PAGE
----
PITTSFIELD — A solar power generating array planned for Hancock Shaker Village property in Pittsfield has won Community Development Board approval.
The board unanimously approved a project site plan on Monday after a presentation by Steven Mack of Foresight Land Services, and Robert Knowles of Renewable Energy Massachusetts, representing the developer, and a short public hearing during which no strong opposition was expressed.
The photovoltaic system on Hancock Shaker Village land off Route 20 and Route 41 is one of three sections on the 750 acres surrounding the living history museum that are proposed for solar arrays. Two other parcels are located in nearby Hancock, and developers also are seeking permits for those town sites.
A special permit for work in flood plain areas of the Pittsfield parcel will be required from the city Zoning Board of Appeals. That board is expected to meet May 11 at City Hall.
An abutter to the 5.5-acre Pittsfield site, Jason Creamer, said he didn't want to oppose the project but did have concerns about where a gravel access road will be located in relation to his family's property. After being shown the location on a map, he didn't raise strong objections.
Mack and Knowles said the array will be screened with newly planted evergreens and set back from Route 20 (West Housatonic Street), and there is a considerable amount of existing foliage to provide screening.
Mack said the site is now meadow, and the impact of the array will be small, consisting of posts for the solar panels and screwlike anchors. The panels will be tilted at an angle toward the sun, with the lower ridge about 3 feet off the grand and the top edge at about 10 feet.
Hancock Shaker officials have said the array will not be within the living museum village's viewshed.
Board Chairwoman Sheila Irvin asked for assurances that the natural screening and the site will be maintained over time. "Route 20 is the entranceway to our city," she said, adding that the area is now scenic.
At her request, a maintenance plan for the project will be filed with the city.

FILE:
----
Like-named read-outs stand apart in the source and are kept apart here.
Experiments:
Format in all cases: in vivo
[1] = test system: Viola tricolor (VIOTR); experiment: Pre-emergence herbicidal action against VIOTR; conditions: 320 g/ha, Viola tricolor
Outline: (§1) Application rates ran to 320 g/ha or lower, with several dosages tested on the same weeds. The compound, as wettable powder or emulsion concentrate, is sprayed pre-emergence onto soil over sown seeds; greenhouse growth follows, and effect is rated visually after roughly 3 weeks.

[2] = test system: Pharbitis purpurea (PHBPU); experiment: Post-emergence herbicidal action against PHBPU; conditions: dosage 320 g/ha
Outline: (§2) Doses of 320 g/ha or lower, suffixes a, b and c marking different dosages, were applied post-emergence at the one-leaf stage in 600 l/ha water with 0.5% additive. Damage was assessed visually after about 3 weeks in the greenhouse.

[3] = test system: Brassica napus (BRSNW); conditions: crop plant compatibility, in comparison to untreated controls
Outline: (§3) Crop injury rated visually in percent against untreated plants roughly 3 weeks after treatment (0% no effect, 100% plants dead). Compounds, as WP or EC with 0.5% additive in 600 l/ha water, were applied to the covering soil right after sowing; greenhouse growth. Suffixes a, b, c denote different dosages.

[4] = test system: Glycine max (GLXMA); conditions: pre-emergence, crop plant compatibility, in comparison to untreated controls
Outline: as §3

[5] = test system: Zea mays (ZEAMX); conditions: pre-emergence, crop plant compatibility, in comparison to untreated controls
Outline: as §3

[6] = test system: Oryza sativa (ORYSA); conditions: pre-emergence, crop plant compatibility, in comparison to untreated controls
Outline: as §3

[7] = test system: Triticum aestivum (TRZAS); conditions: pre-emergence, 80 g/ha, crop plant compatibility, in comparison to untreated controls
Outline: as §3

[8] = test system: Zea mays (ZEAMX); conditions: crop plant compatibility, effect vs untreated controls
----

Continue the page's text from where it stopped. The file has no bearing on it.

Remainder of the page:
Irvin noted that the site plan was the focus on the board, while the ZBA will deal with the special permit for the project. The Community Development Board did vote to recommend that the permit be issued.
Earlier, the Conservation Commission approved a set of conditions for work in wetlands buffer zones on the parcel.
The developers are working with Hancock Shaker Village to erect three solar power generation arrays capable of producing a total of 5 megawatts of electricity. The facilities would provide lease income for the museum for up to a 30-year period, officials said.
Renewable Energy Massachusetts, based in Cambridge, is working on the project with developer Syncarpha Capital, a New York-based private equity firm that develops, owns and operates utility scale photovoltaic energy systems in the United States and Canada.
Syncarpha and REM also co-developed a solar project at Palmer Airfield and others in Leominster, Bolton and Stow. And Syncarpha developed a solar project at the former North Adams landfill site.
REM is the local site acquisition, permitting and development partner in the projects. The project is expected to produce approximately 8.5 million kilowatt hours of electricity annually.
Syncarpha intends to form individual limited liability corporations to operate each of the solar array sites on the village property. Each of the interrelated facilities, to be developed simultaneously, would be eligible for federal tax credits.
The energy generated would be fed into the Eversource power grid, and the three array ownership entities would be set up as Community Shared Solar facilities. That means residents of the Berkshires who are Eversource customers can buy energy net-metering credits at a discount and realize energy savings.
Knowles said Eversource customers in the area, such as Creamer, could purchase the credits through the CSS at a discount of about 10 percent.
Syncarpha plans to sell half of the credits to residential customers of the utility and is seeking municipalities or educational institutions to contract to receive the rest of the credits.
Contact Jim Therrien at 413-496-6247.